Hermans shows a modern Circe, resplendent and shining, challenging us with her dark gaze as a helpless victim slumps behind her.  His wine has spilt in front of him, looking like blood on the tablecloth, the potion already taking effect.  Possibly the story Hermans tells is more straightforward than that; she is a woman that has the power to make men act like animals, like fools.  There is something in her powerful, astonishing beauty that will crush all hope of her ever finding an equal.  She will reduce men to beasts, either consciously or unconsciously and they will be damned because they cannot control themselves in her presence.

 The Temptress that faces us expects to be disappointed in us.  No matter how beautiful she is, we fear her because deep down we know she is right.


  1. "Circe Invidiosa" is my favorite. "Invidiosa" means "jealous". I love the intensity of this piece. You can feel her intent coming off her in waves, mirrored by the wavelets at her feet. I also love that most of the depictions of Circe show her dark-haired. Mwahahahahahhh!

  2. What a lovely post - you are an excellent writer! I love the Odyssey and Circe is perhaps my favourite character, for she is quite complex; you don't know whether to be scared or feel pity for her. Waterhouse's depictions of Circe are a favourite of mine (I have done a post on them here: Thankyou for introducing me to that beautiful version by Charles Hermans - rather unusual yet really stunning!

  3. Thank you for your comments. Obviously the Waterhouses are stunning, but I am a convert to Hermans. She is stunning!

  4. Excellent post, Kirsty. They were selling Circe Invidiosa bookmarks at the RA during their Waterhouse exhibition, which are treasurable items. Like you, I love the MacKennal sculpture. I have emailed you a picture of Alfred Drury's version of the subject. Since that photo was taken she's been taken indoors and restored, which I suppose is a good thing, but she's a much-missed bit of Leeds' street scene.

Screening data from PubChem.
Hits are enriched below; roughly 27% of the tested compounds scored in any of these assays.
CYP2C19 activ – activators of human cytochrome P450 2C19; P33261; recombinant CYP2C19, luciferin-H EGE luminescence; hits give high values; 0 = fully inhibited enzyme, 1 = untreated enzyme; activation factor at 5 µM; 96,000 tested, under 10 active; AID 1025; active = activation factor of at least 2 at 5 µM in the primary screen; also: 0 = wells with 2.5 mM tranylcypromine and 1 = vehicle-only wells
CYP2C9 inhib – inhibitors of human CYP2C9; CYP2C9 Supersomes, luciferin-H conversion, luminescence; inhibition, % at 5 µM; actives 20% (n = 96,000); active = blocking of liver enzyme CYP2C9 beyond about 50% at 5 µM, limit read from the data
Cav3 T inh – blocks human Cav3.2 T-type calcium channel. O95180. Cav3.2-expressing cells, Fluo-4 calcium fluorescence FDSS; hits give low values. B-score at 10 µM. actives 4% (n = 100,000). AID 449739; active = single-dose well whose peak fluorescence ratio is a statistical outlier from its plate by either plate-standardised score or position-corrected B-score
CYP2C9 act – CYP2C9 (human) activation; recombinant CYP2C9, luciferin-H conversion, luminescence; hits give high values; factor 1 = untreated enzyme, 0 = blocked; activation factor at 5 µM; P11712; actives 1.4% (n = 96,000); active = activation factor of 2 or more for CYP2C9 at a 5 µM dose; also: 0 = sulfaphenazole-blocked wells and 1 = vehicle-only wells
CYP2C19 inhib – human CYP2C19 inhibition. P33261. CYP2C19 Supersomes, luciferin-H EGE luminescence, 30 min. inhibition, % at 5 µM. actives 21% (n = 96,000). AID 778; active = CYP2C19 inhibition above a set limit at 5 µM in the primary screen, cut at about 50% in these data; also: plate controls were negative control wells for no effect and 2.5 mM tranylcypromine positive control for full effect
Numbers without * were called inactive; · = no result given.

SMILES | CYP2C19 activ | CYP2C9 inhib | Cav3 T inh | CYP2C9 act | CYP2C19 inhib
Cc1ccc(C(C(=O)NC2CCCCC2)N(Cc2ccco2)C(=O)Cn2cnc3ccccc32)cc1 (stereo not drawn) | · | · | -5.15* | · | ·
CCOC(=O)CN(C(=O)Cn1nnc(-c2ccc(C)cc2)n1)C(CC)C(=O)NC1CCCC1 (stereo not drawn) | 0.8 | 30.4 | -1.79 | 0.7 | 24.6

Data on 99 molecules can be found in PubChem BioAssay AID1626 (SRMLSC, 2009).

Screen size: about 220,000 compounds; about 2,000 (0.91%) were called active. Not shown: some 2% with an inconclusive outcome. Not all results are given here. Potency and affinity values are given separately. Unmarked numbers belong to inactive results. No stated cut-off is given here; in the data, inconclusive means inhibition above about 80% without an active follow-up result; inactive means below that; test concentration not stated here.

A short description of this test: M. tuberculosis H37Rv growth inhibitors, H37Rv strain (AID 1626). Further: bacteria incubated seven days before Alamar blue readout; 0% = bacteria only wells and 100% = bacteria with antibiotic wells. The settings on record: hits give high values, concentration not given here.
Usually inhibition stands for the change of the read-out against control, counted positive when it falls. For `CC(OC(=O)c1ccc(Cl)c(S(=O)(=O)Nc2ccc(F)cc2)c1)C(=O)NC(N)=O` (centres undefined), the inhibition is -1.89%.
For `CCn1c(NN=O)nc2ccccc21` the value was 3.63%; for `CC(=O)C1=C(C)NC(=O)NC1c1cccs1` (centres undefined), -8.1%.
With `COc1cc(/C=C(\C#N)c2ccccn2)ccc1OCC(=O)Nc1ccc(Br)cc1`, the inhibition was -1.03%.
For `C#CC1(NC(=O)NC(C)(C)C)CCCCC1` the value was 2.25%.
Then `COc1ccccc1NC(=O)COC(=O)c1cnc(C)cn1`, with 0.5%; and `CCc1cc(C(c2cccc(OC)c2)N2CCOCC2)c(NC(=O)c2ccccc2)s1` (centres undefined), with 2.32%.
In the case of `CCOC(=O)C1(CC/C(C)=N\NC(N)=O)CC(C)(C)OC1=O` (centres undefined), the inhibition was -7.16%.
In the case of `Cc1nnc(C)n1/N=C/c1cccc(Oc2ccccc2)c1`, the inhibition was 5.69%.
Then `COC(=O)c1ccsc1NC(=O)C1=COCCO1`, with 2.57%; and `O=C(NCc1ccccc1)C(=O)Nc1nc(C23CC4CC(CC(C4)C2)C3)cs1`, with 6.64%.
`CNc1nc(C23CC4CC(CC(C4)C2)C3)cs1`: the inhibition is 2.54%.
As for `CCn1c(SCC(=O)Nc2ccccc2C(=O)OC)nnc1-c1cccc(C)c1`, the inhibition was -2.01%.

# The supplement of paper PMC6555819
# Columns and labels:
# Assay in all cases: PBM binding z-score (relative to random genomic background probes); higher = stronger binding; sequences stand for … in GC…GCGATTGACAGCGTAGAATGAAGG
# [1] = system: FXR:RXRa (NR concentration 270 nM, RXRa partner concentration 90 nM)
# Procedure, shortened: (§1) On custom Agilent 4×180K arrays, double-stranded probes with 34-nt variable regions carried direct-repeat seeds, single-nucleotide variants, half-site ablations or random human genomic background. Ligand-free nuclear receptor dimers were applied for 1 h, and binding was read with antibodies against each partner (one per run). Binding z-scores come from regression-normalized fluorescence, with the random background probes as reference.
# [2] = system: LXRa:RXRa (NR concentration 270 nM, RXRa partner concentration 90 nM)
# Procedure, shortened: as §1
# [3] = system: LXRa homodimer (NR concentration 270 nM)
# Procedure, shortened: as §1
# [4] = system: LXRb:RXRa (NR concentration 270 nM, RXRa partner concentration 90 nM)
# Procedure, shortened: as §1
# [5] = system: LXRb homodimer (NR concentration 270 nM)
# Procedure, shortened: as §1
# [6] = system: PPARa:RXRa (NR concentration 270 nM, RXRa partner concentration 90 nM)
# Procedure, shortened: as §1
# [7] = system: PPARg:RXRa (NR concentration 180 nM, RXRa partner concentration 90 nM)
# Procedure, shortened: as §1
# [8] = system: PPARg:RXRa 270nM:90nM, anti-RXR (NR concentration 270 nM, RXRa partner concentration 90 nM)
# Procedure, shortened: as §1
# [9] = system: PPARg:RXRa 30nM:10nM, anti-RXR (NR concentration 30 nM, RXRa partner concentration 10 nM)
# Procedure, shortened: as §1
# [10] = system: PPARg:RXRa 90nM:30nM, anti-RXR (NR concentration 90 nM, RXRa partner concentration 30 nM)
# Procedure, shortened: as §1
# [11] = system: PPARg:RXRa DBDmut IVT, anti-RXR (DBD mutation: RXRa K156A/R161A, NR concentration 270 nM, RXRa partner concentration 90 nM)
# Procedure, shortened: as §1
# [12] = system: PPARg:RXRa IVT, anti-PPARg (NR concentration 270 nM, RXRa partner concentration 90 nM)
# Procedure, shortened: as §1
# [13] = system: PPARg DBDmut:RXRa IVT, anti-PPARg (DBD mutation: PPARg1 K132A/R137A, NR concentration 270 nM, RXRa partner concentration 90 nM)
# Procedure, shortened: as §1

5. Fab post ~ fantastic images :)

  6. Thank you Simon, I shall pop her on the Stunner's Boudoir on Facebook if anyone fancies a look. Really, the amount of nudity that goes on in my inbox is quite scandalous!

  7. Waterhouse's "Circe Invidiosa" is one of my all-time favorite paintings, for both the composition and the gorgeous greens and blues. Where can I learn more about Wright Barker? I've never seen that painting before, and a quick google search yields little information.

  8. As a witchy (but less crabby and murderous) lady, I've always liked depictions of Circe... I'd like to accumulate a nice collection of Circe-themed prints, but I'm running out of hanging-space in my apartment. This one is not a specifically-Circe witch, but Mr. Martinez seems certainly inspired by various depictions of Circe and other witches in this depiction... And he's a modern artist that I actually like.


Many thanks for your comment. I shall post it up shortly! Kx